Was repeal the only solution?

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Dear Editor,

As you reported in last month’s issue, in Shreya Singhal and Ors v Union of India the Supreme Court struck down section 66A of the Information & Technology Act, 2000, saying it was vague and prone to misuse. The court found section 66A open to arbitrary application as it lacked distinct principles to outline its ambit. But was repealing the section the only effective solution to protect freedom of speech?

Section 66A provided counteractive relief to genuine victims of cyber offences who will now have to undertake the arduous task of approaching the court first. Analogous provisions of the Indian Penal Code (IPC) – sections 499, 124A, 295A, 506, etc. – will now apply to social media offences, but ironically the majority of these provisions have been criticized for being rampantly misused. Therefore, misuse of a provision should not be grounds for its repeal as by this logic every other penal provision will be liable for abrogation.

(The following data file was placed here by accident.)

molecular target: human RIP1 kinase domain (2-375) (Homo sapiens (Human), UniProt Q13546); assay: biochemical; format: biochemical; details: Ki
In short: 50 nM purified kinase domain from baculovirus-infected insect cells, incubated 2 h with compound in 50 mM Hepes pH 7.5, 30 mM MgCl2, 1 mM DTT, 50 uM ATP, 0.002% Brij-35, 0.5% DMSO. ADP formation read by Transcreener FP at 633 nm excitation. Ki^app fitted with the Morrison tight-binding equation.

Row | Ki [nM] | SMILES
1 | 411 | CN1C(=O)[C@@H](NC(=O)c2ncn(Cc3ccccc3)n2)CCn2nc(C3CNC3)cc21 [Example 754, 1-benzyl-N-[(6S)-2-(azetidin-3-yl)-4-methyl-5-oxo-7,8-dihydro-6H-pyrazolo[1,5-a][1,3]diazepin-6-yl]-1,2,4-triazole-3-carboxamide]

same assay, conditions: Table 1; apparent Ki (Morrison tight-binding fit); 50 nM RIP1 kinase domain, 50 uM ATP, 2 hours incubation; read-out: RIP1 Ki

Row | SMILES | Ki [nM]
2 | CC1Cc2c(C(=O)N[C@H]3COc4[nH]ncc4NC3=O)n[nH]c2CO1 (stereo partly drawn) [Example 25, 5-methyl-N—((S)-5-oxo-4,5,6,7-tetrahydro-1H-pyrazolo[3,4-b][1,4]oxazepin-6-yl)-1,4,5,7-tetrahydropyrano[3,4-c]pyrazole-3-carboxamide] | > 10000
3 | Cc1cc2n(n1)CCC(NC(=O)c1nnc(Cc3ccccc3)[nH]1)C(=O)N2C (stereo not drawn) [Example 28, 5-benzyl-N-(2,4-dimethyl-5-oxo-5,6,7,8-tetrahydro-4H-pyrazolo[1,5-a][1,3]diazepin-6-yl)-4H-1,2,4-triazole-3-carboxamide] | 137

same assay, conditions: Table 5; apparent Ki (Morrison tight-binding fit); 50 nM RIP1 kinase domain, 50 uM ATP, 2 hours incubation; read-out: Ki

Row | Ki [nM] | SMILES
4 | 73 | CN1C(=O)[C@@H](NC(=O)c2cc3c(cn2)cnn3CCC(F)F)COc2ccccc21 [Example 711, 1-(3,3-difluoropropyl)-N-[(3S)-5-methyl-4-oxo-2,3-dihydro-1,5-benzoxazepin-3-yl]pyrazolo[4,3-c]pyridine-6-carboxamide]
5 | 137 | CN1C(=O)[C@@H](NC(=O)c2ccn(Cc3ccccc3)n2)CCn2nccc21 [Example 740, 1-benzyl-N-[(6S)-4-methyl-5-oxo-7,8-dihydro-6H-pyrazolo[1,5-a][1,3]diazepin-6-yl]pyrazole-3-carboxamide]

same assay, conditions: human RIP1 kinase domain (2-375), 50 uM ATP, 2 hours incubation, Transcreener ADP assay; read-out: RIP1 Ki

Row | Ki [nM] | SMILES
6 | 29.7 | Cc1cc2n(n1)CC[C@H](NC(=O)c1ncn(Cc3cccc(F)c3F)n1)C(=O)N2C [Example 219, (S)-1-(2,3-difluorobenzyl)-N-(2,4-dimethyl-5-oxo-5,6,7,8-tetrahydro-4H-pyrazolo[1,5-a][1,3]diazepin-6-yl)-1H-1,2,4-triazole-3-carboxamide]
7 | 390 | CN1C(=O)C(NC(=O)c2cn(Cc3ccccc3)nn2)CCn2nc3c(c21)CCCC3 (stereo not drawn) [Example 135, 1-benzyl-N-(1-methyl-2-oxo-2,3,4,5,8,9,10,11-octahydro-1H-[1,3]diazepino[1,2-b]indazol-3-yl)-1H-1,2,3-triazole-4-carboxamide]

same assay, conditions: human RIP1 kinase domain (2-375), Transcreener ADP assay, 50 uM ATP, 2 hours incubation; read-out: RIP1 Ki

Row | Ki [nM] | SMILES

Section 66A was introduced to regulate social media in multi-communal India, where free speech is often misused to undermine the rights of others on sensitive grounds of communal, political and religious bias. Instead of removing section 66A, the judiciary should have endeavoured to give it a definite scope, by prescribing guidelines to determine what constitutes an offence under it.

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